Social networking for businesses is important enough that Google has just launched Pages, its enterprise-facing version of Google+. In some ways Google has also complicated the mission for companies who are trying to engage with their customers and broadcast their message over these complex, intertwined channels. Which is where Sprout Social enters the scene—the firm, backed by Lightbank (the people behind Groupon's recent massive success) has turbo-boosted its offerings so that companies can integrate all of these interactions in one place.
Sprout's maneuver could hardly be more timely, with a bright spotlight being thrown on social media's importance to businesses by Google's initial fumblings, then Facebook-rivaling moves with Pages. And in fact the criticisms being leveled at Pages (inability to have multiple account managers, no transparency about which division of the company is in control of a brand's feed, and so on) are the kind of problems that Sprout's whole business is about. Its new S2 platform adds "personalized dashboards tailored to each user's specific social media" interface, a Group Support option with different dashboards for each section within a company that wishes to use the social feeds ("beyond the marketing department" as Sprout's press release puts it), and all the necessary permissions controls that mean different groups and managerial levels can have different authorites. That last is important all by itself, as more and more headlines pop up of accidental or inappropriate tweets being broadcast from company accounts.
But Sprout S2 goes way beyond this—it includes task or "assignment queues," which means a flagged negative tweet, for example, can be brought to a manager's attention and the queue item kept open until the manager has responded and, perhaps, the marketing team has made a follow-up. Aware that social media managers often have to respond on the hoof, there's also an iPhone app and an upcoming Android one.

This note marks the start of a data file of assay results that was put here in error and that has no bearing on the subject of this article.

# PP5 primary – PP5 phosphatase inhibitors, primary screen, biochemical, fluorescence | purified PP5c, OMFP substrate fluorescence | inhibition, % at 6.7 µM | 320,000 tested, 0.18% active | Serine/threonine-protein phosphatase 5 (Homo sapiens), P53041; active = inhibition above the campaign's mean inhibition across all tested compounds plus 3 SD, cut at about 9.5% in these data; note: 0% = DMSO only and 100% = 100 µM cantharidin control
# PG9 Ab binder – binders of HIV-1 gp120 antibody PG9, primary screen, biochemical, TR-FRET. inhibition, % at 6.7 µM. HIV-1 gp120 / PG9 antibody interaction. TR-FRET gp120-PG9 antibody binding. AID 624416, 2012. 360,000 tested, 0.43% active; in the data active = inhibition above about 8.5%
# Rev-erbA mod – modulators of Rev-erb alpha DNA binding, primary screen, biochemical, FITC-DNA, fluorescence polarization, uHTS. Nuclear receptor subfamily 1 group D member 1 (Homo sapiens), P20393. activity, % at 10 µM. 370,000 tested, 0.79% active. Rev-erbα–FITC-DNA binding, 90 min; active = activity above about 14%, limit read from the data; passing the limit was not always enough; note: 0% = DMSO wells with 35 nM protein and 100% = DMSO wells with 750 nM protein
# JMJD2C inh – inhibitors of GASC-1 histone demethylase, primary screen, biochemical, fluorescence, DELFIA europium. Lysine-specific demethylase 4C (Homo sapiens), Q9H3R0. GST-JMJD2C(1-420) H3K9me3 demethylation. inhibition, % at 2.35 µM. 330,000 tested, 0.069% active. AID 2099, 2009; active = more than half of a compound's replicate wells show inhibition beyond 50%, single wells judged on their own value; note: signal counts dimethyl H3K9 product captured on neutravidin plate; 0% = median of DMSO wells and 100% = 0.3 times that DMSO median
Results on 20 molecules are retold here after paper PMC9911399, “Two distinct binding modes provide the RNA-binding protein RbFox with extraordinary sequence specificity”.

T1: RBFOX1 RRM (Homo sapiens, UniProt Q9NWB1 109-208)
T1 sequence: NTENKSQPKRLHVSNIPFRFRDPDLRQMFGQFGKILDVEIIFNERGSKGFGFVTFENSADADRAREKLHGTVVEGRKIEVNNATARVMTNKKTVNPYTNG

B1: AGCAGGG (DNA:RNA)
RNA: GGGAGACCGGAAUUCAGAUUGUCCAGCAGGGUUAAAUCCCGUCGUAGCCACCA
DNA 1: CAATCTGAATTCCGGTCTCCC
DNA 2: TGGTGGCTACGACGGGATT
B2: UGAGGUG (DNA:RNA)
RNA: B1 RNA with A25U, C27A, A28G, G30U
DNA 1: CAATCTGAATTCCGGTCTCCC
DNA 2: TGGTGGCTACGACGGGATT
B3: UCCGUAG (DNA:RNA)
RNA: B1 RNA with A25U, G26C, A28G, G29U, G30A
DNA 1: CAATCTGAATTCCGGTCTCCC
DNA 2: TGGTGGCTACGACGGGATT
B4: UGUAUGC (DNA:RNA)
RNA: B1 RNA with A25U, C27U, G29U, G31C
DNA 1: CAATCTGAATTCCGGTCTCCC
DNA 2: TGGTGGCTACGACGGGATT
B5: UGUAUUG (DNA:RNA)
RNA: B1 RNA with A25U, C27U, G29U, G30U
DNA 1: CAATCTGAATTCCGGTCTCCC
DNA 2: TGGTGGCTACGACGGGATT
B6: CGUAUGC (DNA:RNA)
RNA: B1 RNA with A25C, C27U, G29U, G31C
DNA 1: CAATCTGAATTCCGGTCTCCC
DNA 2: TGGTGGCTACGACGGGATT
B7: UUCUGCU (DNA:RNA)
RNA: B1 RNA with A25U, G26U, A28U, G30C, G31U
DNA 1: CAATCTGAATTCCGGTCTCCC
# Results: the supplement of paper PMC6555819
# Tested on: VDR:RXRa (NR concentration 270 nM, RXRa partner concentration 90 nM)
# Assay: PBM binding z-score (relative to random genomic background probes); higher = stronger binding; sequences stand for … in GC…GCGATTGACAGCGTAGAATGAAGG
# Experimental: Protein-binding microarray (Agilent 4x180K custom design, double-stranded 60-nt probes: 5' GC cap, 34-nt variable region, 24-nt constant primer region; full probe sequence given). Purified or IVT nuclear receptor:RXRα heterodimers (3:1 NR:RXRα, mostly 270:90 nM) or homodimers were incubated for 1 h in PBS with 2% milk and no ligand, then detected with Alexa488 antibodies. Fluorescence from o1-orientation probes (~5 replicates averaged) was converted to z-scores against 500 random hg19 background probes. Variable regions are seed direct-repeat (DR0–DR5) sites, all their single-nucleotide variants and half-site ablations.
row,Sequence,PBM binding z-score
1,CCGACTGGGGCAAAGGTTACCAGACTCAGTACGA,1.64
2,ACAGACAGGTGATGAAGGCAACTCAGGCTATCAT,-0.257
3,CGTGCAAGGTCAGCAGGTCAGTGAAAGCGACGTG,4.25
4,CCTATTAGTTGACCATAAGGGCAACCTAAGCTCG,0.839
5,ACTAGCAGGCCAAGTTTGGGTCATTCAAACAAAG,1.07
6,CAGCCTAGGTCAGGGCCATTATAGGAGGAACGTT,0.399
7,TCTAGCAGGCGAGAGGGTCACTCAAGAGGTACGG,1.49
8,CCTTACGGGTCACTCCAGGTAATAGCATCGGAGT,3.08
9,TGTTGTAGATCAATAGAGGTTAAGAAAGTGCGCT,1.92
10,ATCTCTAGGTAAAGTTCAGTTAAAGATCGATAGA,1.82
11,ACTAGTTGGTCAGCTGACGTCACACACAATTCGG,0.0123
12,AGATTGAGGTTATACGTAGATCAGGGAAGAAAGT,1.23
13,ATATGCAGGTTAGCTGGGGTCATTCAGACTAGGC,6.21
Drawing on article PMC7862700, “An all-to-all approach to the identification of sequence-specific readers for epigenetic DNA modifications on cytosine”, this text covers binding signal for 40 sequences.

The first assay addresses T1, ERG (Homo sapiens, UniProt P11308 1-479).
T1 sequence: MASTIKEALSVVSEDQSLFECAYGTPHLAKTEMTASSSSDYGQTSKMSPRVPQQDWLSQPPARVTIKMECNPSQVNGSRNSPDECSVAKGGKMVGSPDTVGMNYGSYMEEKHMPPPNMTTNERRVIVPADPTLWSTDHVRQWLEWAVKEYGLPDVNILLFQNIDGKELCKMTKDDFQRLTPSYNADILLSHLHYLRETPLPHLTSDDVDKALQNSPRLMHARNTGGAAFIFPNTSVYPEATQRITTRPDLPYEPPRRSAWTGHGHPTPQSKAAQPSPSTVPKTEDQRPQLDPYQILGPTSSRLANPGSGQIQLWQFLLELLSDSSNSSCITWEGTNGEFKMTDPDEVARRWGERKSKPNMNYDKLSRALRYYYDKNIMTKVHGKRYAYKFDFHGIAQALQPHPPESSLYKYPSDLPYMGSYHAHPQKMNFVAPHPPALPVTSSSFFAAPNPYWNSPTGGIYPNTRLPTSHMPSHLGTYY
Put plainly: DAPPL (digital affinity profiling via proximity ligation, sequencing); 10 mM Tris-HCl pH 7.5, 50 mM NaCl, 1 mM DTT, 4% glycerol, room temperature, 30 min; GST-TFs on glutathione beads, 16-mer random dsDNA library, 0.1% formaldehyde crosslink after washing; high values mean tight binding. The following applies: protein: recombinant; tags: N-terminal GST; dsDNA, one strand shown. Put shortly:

We spoke to Sprout's CEO, Justyn Howard, and he explained that the update has been in the works for about a year, and was based on internal thinking and, appropriately for such a product, customer feedback. Sprout is careful with its customer statistics: "The number we're using is 'thousands,' and we're not disclosing actual numbers—several thousand paying customers," Howard says, while noting that some of the biggest names in online news and communications are existing customers.
"I think as an industry we're still kind of early—but I think the enthusiasm for what social media is doing for businesses, particularly small businesses, is higher than ever," Howard says. "[Lightbank] early on helped us understand what was important to the businesses, what kind of thing they were asking for, as that was part of the whole purpose of starting Groupon—how do we get more customers through the door. Social is a natural extension of that, but it's one that's only become viable lately."
In terms of future direction, Howard mentions LinkedIn and the way it's allowing its customers to post from a business page and Google+'s business Pages. The plan is to develop from the early "monitoring" phase, which was how early on businesses viewed social media, through engagement where a dialog could be opened up, to measurement of the kind of social interactions that are going on to give feedback to a company how its public image is doing, and also to help identify the kinds of customers that businesses should be engaging with. "The thing we're conscious of, and that we're making sure we plan for, is that social is getting spread further across an organization than it was a year ago," Howard tells us. "Moving out of just the marketing department, and moving into sales and support, and the executive management and product teams. We want to make sure that we're able to serve each of these audiences with the experience right for them because in many cases it's very different—what support needs out of a social media management tool is very different than what sales or marketing needs."
In one swoop Howard has shone a laser directly at the early weaknesses of Google+ Pages, and he's given a roadmap for how the service may evolve—following directly in Sprout's path. There's a pressing need for Google to do this too, because they need to quickly empower enterprise users to get advanced control over their Pages offering, lest they abandon them and devote more effort to Twitter and Facebook, and the need is because, as Howard notes, "consumers have become very expectant that companies will respond."
He continues: "If I send a tweet to, say, Southwest Air, then I expect to get a response and as this happens more and more, then businesses are able to seize an opportunity to create a relationship where one wasn't possible before—to create advocates out of people that could've been detractors."